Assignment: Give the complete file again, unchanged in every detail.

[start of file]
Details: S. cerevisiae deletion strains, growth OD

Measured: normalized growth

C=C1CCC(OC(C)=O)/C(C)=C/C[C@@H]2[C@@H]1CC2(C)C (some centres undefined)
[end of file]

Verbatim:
Details: S. cerevisiae deletion strains, growth OD

Measured: normalized growth

C=C1CCC(OC(C)=O)/C(C)=C/C[C@@H]2[C@@H]1CC2(C)C (some centres undefined)